It should be noted that whilst a subcutaneous injection of ivermectin may be enough to kill the scabies mites on the dog at that moment in time, this drug does not have any protective effect to stop the dog picking up scabies again a week later, unlike Revolution or Bravecto.


DEMODEX  (Demodectic mange)

The second type of mange widely prevalent in Bali is Demodex, and this one is a little harder to get rid of. Caused by the cigar shaped mites Demodex canis or Demodex cati, these parasites live in and feast on hair follicles, causing the hair to ultimately fall out and the dog to go bald. Eventually chronic scarring can give the skin that thick grey leathery appearance that we sometimes see on stray dogs in Bali. Unlike scabies, demodex is not contagious to other dogs, but is thought to have a hereditary component and is passed from mother to pups during nursing. In fact it is normal for both dogs and even humans to have small numbers of demodex mites living in the hair follicles, and it only becomes a problem if the immune system is weakened and the demodex mites start breeding uncontrollably.

Diagnosis is also via skin scrape at your local vets, and once confirmed there are three treatment options:

  1. Give liquid ivermectin orally every day for 6-8 weeks.
  2. Apply a spot-on treatment (called Advocate) weekly.
  3. Give a single dose of Bravecto orally (treatment of choice at Sunset Vet for convenience and efficacy).
  4. Amitraz scrubs twice a week until the skin is completely clear.

Whichever option is chosen it is advisable to treat for a further two weeks after a negative skin scrape, to ensure that all of the mites are eradicated. Although demodex is eminently curable, it takes a lot longer to do so than curing scabies.

Previously the treatment for demodex was always either daily oral ivermectin liquid for 6 weeks, or weekly amitraz washes. Neither of these were practical for treating stray dogs suffering with terrible demodectic mange, without hospitalising them for the duration of treatment at great expense.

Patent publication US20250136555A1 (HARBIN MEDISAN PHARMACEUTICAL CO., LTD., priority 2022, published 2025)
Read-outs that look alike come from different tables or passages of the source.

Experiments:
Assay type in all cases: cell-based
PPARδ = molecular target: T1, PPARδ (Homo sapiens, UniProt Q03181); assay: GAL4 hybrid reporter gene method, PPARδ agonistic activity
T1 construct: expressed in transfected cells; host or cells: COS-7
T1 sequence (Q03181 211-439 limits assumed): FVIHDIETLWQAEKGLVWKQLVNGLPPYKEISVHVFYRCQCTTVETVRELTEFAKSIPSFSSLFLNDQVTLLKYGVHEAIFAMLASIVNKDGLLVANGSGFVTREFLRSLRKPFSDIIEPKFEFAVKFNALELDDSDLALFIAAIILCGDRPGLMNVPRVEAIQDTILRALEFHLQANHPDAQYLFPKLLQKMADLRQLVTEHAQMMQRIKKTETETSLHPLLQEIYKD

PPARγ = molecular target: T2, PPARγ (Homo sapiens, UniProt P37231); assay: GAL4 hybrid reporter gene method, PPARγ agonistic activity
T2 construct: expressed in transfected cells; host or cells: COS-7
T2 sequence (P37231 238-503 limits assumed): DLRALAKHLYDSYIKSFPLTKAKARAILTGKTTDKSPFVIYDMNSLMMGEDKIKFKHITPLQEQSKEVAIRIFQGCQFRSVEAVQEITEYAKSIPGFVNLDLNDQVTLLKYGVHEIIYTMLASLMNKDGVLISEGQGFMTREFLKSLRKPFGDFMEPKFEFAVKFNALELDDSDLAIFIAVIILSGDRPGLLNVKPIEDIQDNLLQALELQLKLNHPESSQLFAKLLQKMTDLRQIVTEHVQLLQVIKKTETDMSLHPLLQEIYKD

Although Bravecto was registered as an ‘anti-tick and flea drug’, it was noticed that a single dose also cured demodex. At Sunset Vet we started using it ‘off-label’ for the treatment of demodex and the results were spectacularly successful. Dogs that were completely bald started to regrow their fur after just a single dose. Dog rescuers could now give a single Bravecto dose to a stray with mange, and watch with pride as the skin disease resolved and hair grew back within weeks.



Do you have a dog – stray or owned – living in your neighbourhood who is constantly scratching? Do you pass by a dog on the way to work who has hair loss or open sores? What if you could fix that dog by giving it a single tasty dog treat, and then see his/her beautiful coat grow back over the next few weeks? That is now the case for many cases of mange, all it takes is a single dose of Bravecto (Rp.200k for a 10-15kg dog such as most adult Bali Dogs). Consider keeping a dose under your motorbike seat to help a stray in need.

Sunset Vet offers veterinary services via their Kuta (24hr) and Ubud (8am-10pm) clinics. For further information or to make an appointment call them on 03619348915 (Kuta) or 0361975296 (Ubud), or visit or or Instagram:       sunset_vet_bali